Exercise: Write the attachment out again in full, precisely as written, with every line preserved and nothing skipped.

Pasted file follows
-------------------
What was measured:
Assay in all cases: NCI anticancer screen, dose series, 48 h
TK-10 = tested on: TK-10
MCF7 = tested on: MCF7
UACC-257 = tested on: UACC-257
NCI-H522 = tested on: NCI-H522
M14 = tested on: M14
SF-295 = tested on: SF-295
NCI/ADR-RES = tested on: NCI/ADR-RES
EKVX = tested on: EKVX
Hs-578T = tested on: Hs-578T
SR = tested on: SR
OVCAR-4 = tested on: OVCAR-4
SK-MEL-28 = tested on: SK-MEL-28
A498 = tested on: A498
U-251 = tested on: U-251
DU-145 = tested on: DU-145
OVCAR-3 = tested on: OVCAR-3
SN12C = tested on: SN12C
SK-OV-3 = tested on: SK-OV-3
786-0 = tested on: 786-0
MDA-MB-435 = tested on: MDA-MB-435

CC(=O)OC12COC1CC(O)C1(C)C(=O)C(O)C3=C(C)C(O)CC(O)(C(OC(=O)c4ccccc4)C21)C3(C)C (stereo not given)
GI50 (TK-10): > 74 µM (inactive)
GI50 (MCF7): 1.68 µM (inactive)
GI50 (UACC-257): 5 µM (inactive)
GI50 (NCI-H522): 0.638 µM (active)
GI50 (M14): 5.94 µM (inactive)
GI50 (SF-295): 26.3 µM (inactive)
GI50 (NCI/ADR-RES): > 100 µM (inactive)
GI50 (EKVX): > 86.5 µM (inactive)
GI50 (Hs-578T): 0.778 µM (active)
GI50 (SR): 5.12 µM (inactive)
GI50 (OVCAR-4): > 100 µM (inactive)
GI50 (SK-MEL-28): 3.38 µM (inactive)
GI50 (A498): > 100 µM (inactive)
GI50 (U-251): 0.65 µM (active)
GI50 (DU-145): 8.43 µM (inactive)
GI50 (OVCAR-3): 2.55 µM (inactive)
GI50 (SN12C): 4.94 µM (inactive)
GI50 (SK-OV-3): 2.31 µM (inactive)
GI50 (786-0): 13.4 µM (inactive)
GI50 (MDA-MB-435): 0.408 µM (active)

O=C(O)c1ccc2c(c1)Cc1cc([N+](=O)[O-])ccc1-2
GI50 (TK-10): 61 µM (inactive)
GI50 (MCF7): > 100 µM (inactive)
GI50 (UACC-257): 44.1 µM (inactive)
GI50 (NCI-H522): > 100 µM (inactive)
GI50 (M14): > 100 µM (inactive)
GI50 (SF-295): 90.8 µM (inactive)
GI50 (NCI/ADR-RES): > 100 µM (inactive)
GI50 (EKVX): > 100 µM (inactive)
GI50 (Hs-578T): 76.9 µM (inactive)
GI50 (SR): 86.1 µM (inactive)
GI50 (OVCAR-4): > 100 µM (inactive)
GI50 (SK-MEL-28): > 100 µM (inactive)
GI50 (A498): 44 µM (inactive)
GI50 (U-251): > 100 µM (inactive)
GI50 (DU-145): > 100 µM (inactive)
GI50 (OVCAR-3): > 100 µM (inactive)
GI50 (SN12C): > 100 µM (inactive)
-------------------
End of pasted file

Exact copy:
What was measured:
Assay in all cases: NCI anticancer screen, dose series, 48 h
TK-10 = tested on: TK-10
MCF7 = tested on: MCF7
UACC-257 = tested on: UACC-257
NCI-H522 = tested on: NCI-H522
M14 = tested on: M14
SF-295 = tested on: SF-295
NCI/ADR-RES = tested on: NCI/ADR-RES
EKVX = tested on: EKVX
Hs-578T = tested on: Hs-578T
SR = tested on: SR
OVCAR-4 = tested on: OVCAR-4
SK-MEL-28 = tested on: SK-MEL-28
A498 = tested on: A498
U-251 = tested on: U-251
DU-145 = tested on: DU-145
OVCAR-3 = tested on: OVCAR-3
SN12C = tested on: SN12C
SK-OV-3 = tested on: SK-OV-3
786-0 = tested on: 786-0
MDA-MB-435 = tested on: MDA-MB-435

CC(=O)OC12COC1CC(O)C1(C)C(=O)C(O)C3=C(C)C(O)CC(O)(C(OC(=O)c4ccccc4)C21)C3(C)C (stereo not given)
GI50 (TK-10): > 74 µM (inactive)
GI50 (MCF7): 1.68 µM (inactive)
GI50 (UACC-257): 5 µM (inactive)
GI50 (NCI-H522): 0.638 µM (active)
GI50 (M14): 5.94 µM (inactive)
GI50 (SF-295): 26.3 µM (inactive)
GI50 (NCI/ADR-RES): > 100 µM (inactive)
GI50 (EKVX): > 86.5 µM (inactive)
GI50 (Hs-578T): 0.778 µM (active)
GI50 (SR): 5.12 µM (inactive)
GI50 (OVCAR-4): > 100 µM (inactive)
GI50 (SK-MEL-28): 3.38 µM (inactive)
GI50 (A498): > 100 µM (inactive)
GI50 (U-251): 0.65 µM (active)
GI50 (DU-145): 8.43 µM (inactive)
GI50 (OVCAR-3): 2.55 µM (inactive)
GI50 (SN12C): 4.94 µM (inactive)
GI50 (SK-OV-3): 2.31 µM (inactive)
GI50 (786-0): 13.4 µM (inactive)
GI50 (MDA-MB-435): 0.408 µM (active)

O=C(O)c1ccc2c(c1)Cc1cc([N+](=O)[O-])ccc1-2
GI50 (TK-10): 61 µM (inactive)
GI50 (MCF7): > 100 µM (inactive)
GI50 (UACC-257): 44.1 µM (inactive)
GI50 (NCI-H522): > 100 µM (inactive)
GI50 (M14): > 100 µM (inactive)
GI50 (SF-295): 90.8 µM (inactive)
GI50 (NCI/ADR-RES): > 100 µM (inactive)
GI50 (EKVX): > 100 µM (inactive)
GI50 (Hs-578T): 76.9 µM (inactive)
GI50 (SR): 86.1 µM (inactive)
GI50 (OVCAR-4): > 100 µM (inactive)
GI50 (SK-MEL-28): > 100 µM (inactive)
GI50 (A498): 44 µM (inactive)
GI50 (U-251): > 100 µM (inactive)
GI50 (DU-145): > 100 µM (inactive)
GI50 (OVCAR-3): > 100 µM (inactive)
GI50 (SN12C): > 100 µM (inactive)